Written August 26th
Simone de Beauvoir is one of those big, canonical, writers whose books I have regularly bought over the years, but have never got around to reading. There has been a copy of Memoirs of a Dutiful Daughter in about fifth place on my psychological list of books to read for multiple years, but this incredibly sleazy 1970s edition of The Second Sex leapt right to the top when I realised how deep the blog post backlog remains and I wanted something long and thought-provoking to keep me reading and engaged while I tried to leaf through and post an assortment of these many months-old digital scrawls.
Uh, I’m doing it again.
This tab has been open for well over an hour and I’ve just been playing on my phone instead of typing here.
By “playing on my phone” I mean, of course, repeatedly refreshing Twitter, something I’ve got back into doing to an unhealthy degree during the past few months.
Even though I’m working full time and exercising etc again, the incessant Twitter scrolling has remained as a constant, and a significant one.
I haven’t done any work on any creative project at all since finalising the pleasure of regret, and as more time passes, getting back into the swing of doing so becomes increasingly terrifying. Not terrifying, intimidating. It is, as we all know, harder to begin a movement than it is to maintain one, and once I’m back in the swing of creativity/editing creatively, then it’ll be easier to stay in that swing, but right now it’s just ah ah not not not so easy to doooo
The Second Sex is a 1949 non-fiction text first published in this H. M. Parshley translation in 1953.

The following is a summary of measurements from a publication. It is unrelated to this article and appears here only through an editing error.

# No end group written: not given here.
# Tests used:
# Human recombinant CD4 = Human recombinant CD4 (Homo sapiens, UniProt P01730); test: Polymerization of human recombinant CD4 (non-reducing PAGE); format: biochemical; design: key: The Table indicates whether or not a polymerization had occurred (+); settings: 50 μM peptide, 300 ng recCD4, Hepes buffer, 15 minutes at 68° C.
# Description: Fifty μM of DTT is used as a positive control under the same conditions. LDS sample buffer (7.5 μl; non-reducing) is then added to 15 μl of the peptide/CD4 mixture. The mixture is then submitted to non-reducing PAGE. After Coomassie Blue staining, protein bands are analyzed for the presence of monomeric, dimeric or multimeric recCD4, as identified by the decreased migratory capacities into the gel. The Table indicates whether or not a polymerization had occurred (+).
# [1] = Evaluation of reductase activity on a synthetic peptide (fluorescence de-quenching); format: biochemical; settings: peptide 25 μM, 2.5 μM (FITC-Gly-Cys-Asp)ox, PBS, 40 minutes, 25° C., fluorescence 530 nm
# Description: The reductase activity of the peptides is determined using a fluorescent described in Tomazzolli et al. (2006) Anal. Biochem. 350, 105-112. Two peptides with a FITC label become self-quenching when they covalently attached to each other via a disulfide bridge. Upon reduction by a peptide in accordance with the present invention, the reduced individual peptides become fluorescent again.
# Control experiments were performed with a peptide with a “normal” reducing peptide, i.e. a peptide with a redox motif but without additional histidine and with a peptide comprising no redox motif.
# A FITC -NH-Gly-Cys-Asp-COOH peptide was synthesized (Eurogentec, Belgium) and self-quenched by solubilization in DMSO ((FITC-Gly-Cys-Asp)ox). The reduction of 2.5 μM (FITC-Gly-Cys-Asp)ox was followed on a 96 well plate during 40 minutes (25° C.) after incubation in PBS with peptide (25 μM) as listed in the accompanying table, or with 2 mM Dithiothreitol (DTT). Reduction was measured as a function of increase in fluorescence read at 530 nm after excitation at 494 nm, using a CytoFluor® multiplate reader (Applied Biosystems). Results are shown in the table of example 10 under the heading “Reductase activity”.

It is always strange to read “radical” texts from a different era, particularly ones that have the reputation of significance, as The Second Sex does. What is hard to do, when reading de Beauvoir’s very very long-feeling text, is forget about the contemporary contexts of “our more liberal age”, but it’s also hard to wonder if the dismissive tone frequently used is present in the original French text, or if it is a product of the translation. Because – tonally – there is an absolute shitload of sneering contempt delivered in The Second Sex to all manner of different “aspects” of “woman”.
Did de Beauvoir think of all women with contempt or derision or pity, or did H. M. Parshley?
H. M. Parshley – I have just learned – was a 65-year-old American zoologist when asked to translate The Second Sex into English, and though he completed the project he died the same year his translation was published and he’d had a heart attack during the process. There is no way that this man – born in 1884 (basically ancient history!) – wasn’t at least a little socially conservative, so I’m sure there is some “unconscious bias” in his translation. However, what Parshley didn’t do was choose the structure of the text, which feels a bit like a run through of all the “types of women” De Beauvoir disliked, with an extensive commentary on how and why she disliked them.